It was the first question she was posed by committee chair Fred Upton (R-MI). It reappeared again and again during questioning from Republican members. They offered story after story of constituents who had received letters from their insurers, telling them that their existing coverage had been cancelled because of the health care reform law. It's always been a favorite line from the GOP, but it's been taken to a whole new level after NBC News claimed Monday that the administration knew that the president wasn't strictly correct when he made that statement.
Republicans are on safer political ground when they're arguing that Obamacare is fundamentally flawed, rather than trying to toe the rhetorical line of looking for fixes to a website at the center of a law whose existence they wish erased. The disingenuity of the latter has been fodder for Democrats during the last week of oversight hearings.
But there's nothing ideologically inconsistent for Republicans about the former. That might help explain why, in a hearing that the official GOP memo said "will focus on the failures and issues surrounding the implementation of... health insurance exchanges," Upton chose to start with an unrelated question.
"I think everyone in American remembers the president's words: 'If you like your health care plan, you can keep it.' Period," Upton said. "I would guess that there are lot of us on this panel today who are hearing from angry and confused constituents, who are now being forced to go onto an inept website, whether they like it or not, to shop for a new replacement policy."
"When was the president specifically informed of the regulation change and, if so, was it pointed out that this totally undermines his previous statement? ... Why was that change made and did the president know it?"
Sebelius, repeating the administration position that the insurers are responsible for canceling those policies, not the Affordable Care Act, then tried to explain -- in a rather wonky fashion -- why this was happening. The layman's version, as explained here and elsewhere, is this: the law allowed insurers to continue covering customers with pre-ACA plans, but they couldn't enroll any new customers into those plans and they couldn't make significant changes to them.
After a while, that stops making business sense for insures and so they've been canceling those so-called "grandfathered" plans. The coverage that would replace it, as prescribed by the law, is usually much more robust and therefore priced differently, as Sebelius and other officials have said when asked about the issue.
"Mr. Chairman, there was no change," Sebelius said. "The regulation involving grandfathered plans, which applied to both the employer market and the individual market, indicated that if a plan was in effect in March of 2010, stayed in effect without unduly burdening the consumer with reducing benefits and adding on huge costs, that plan would stay in effect and never have to comply with any regulations of the Affordable Care Act."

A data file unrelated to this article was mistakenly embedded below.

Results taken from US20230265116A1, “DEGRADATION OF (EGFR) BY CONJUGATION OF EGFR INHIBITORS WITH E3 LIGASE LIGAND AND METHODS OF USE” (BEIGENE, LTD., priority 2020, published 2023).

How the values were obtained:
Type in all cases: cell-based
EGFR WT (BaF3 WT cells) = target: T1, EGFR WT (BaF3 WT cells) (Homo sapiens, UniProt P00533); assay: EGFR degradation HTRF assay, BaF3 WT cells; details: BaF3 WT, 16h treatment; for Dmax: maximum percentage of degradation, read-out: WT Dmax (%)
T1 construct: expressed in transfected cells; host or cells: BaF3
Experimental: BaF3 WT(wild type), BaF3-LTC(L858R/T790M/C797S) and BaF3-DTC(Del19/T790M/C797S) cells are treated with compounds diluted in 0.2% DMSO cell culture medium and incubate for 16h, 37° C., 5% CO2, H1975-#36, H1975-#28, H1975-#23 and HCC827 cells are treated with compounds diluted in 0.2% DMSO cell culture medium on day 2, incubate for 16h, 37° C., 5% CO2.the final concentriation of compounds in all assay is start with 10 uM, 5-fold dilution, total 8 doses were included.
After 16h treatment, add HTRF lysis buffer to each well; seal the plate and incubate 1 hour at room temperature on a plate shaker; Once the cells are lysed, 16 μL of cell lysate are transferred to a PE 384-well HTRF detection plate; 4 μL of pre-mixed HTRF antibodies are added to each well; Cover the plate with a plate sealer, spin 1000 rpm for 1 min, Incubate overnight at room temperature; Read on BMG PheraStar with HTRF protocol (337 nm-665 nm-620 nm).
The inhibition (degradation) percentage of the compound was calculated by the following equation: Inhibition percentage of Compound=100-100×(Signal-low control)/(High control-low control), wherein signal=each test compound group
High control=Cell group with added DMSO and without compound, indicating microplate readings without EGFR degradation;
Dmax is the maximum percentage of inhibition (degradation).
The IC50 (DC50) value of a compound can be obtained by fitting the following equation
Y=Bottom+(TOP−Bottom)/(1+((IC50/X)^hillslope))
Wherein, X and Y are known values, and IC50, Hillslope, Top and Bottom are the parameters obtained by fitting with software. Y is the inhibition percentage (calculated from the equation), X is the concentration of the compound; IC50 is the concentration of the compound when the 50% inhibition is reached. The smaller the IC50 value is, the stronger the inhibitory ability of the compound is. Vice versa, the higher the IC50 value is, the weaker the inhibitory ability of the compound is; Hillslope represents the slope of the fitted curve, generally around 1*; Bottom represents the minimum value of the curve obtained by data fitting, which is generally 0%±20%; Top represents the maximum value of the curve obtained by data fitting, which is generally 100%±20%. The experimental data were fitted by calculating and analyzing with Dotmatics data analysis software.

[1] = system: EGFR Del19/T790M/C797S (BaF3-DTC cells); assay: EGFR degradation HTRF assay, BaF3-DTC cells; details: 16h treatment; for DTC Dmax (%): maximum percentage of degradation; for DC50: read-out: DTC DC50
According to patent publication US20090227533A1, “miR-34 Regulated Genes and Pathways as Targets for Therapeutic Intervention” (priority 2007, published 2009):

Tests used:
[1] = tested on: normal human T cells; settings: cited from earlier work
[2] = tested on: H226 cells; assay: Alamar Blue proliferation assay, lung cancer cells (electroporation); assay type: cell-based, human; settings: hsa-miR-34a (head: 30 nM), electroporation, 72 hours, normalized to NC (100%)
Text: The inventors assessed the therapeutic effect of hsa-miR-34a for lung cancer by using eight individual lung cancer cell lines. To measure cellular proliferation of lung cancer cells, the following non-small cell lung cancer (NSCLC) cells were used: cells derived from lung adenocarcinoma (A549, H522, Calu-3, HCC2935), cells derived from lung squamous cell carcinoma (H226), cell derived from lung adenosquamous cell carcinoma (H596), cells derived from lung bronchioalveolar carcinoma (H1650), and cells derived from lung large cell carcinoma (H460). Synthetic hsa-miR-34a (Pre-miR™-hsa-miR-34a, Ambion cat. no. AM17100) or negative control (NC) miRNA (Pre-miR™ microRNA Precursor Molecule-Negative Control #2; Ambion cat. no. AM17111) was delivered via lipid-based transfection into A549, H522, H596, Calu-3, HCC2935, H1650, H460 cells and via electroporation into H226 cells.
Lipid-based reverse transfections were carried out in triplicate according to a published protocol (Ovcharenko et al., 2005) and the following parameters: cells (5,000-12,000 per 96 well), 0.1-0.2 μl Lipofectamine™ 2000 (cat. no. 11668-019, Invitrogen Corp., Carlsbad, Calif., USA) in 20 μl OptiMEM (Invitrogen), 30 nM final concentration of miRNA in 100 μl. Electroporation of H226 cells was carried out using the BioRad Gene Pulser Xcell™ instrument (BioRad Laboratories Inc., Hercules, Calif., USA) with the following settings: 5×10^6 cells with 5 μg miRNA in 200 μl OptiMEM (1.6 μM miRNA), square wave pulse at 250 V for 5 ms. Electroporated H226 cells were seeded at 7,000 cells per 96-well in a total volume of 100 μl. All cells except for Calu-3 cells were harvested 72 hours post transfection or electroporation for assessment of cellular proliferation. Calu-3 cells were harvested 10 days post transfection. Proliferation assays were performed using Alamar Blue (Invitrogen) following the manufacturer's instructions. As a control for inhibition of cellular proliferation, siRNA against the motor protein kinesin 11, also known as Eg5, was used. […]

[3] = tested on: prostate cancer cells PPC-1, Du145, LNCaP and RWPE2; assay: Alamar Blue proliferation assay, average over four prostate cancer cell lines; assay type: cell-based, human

But that didn't placate Upton or his Republican colleagues for the remainder of the hearing.
Committee Vice Chair Marsha Blackburn (R-TN), the next Republican to get a turn with Sebelius, took up the same line of questioning a few minutes later.
"Before, during and after the law was passed, the president kept saying: 'If you like your health care plan, you can keep it,'" she said. "So is he keeping his promise?"
"Yes, he is," Sebelius said, with a terseness that surfaced time and again through the hearing. At one point, she resorted to: "Whatever. Yes, he is the president," when Rep. Gregg Harper (R-MS) pressed her about whether Obama was ultimately responsible for HealthCare.gov's poor launch.
But Blackburn didn't let it go. "What would you say to Mark and Lucinda in my district who have a plan, they liked it, it was affordable, but it is being terminated and now they do not have health insurance."
"Insurance companies cancel individual polices year in and year out," Sebelius said. "They're a one-year contract with individuals. They are not lifetime plans. They are not employer plans."
GOP committee members still took their shots at the website's glitches, pressing Sebelius about what the administration knew about them, and when and who specifically was responsible for making major decisions. They pulled out other familiar boogeymen like personal data being at risk on the website and the prospect of skyrocketing premiums for millions of Americans.
But over and over, they returned to the president's promise. Rep. Michael Burgess (R-TX) referenced the Washington Post's fact-checker, which gave Obama "Four Pinocchio's" for the statement. Rep. John Shimkus (R-IL) did the same and then suggested to Sebelius that perhaps she should advise Obama to stop making it.
"Would you recommend to the president that he stop using that term?" Shimkus asked. "Wouldn't that be helpful in this debate?"
"I haven't read the Washington Post," Sebelius said, audibly frustrated, as Shimkus talked over her.
"Well, then we'll get you a copy," he said, before finally moving onto another issue.